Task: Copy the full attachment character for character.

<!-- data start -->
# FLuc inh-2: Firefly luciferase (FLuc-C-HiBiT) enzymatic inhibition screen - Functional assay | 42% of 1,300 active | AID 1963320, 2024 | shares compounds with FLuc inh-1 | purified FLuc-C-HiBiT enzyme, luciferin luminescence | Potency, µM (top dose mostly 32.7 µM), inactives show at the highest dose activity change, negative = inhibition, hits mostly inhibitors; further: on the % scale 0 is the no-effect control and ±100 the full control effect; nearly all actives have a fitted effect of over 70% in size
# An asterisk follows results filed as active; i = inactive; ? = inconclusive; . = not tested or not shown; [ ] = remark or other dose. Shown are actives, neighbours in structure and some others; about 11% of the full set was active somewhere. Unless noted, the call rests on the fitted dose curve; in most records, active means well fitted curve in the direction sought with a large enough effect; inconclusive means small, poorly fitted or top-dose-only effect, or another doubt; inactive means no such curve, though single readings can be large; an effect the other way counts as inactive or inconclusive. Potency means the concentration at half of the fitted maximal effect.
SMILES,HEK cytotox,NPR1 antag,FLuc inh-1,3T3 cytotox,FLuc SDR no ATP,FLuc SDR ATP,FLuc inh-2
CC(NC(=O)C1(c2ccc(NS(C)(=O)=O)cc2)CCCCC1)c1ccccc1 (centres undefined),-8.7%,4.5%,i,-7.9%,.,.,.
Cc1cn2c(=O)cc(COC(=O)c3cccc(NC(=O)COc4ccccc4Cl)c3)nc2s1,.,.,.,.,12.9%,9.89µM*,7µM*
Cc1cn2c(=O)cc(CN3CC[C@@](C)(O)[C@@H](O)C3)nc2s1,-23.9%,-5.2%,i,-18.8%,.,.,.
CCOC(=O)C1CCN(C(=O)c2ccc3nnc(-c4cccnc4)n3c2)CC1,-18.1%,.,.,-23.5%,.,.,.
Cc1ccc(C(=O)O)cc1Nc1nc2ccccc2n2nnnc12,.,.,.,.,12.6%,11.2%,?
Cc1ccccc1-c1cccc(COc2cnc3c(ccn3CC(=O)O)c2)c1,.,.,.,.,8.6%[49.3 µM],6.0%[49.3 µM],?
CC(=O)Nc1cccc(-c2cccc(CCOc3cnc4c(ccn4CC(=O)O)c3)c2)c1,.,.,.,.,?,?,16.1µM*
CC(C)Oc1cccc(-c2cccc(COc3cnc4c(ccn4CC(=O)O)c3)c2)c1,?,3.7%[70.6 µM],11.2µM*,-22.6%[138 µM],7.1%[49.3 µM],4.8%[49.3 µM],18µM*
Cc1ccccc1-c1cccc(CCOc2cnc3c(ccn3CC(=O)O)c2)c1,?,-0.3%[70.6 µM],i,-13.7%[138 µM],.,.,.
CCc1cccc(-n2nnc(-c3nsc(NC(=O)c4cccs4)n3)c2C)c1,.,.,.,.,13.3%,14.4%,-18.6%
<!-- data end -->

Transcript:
# FLuc inh-2: Firefly luciferase (FLuc-C-HiBiT) enzymatic inhibition screen - Functional assay | 42% of 1,300 active | AID 1963320, 2024 | shares compounds with FLuc inh-1 | purified FLuc-C-HiBiT enzyme, luciferin luminescence | Potency, µM (top dose mostly 32.7 µM), inactives show at the highest dose activity change, negative = inhibition, hits mostly inhibitors; further: on the % scale 0 is the no-effect control and ±100 the full control effect; nearly all actives have a fitted effect of over 70% in size
# An asterisk follows results filed as active; i = inactive; ? = inconclusive; . = not tested or not shown; [ ] = remark or other dose. Shown are actives, neighbours in structure and some others; about 11% of the full set was active somewhere. Unless noted, the call rests on the fitted dose curve; in most records, active means well fitted curve in the direction sought with a large enough effect; inconclusive means small, poorly fitted or top-dose-only effect, or another doubt; inactive means no such curve, though single readings can be large; an effect the other way counts as inactive or inconclusive. Potency means the concentration at half of the fitted maximal effect.
SMILES,HEK cytotox,NPR1 antag,FLuc inh-1,3T3 cytotox,FLuc SDR no ATP,FLuc SDR ATP,FLuc inh-2
CC(NC(=O)C1(c2ccc(NS(C)(=O)=O)cc2)CCCCC1)c1ccccc1 (centres undefined),-8.7%,4.5%,i,-7.9%,.,.,.
Cc1cn2c(=O)cc(COC(=O)c3cccc(NC(=O)COc4ccccc4Cl)c3)nc2s1,.,.,.,.,12.9%,9.89µM*,7µM*
Cc1cn2c(=O)cc(CN3CC[C@@](C)(O)[C@@H](O)C3)nc2s1,-23.9%,-5.2%,i,-18.8%,.,.,.
CCOC(=O)C1CCN(C(=O)c2ccc3nnc(-c4cccnc4)n3c2)CC1,-18.1%,.,.,-23.5%,.,.,.
Cc1ccc(C(=O)O)cc1Nc1nc2ccccc2n2nnnc12,.,.,.,.,12.6%,11.2%,?
Cc1ccccc1-c1cccc(COc2cnc3c(ccn3CC(=O)O)c2)c1,.,.,.,.,8.6%[49.3 µM],6.0%[49.3 µM],?
CC(=O)Nc1cccc(-c2cccc(CCOc3cnc4c(ccn4CC(=O)O)c3)c2)c1,.,.,.,.,?,?,16.1µM*
CC(C)Oc1cccc(-c2cccc(COc3cnc4c(ccn4CC(=O)O)c3)c2)c1,?,3.7%[70.6 µM],11.2µM*,-22.6%[138 µM],7.1%[49.3 µM],4.8%[49.3 µM],18µM*
Cc1ccccc1-c1cccc(CCOc2cnc3c(ccn3CC(=O)O)c2)c1,?,-0.3%[70.6 µM],i,-13.7%[138 µM],.,.,.
CCc1cccc(-n2nnc(-c3nsc(NC(=O)c4cccs4)n3)c2C)c1,.,.,.,.,13.3%,14.4%,-18.6%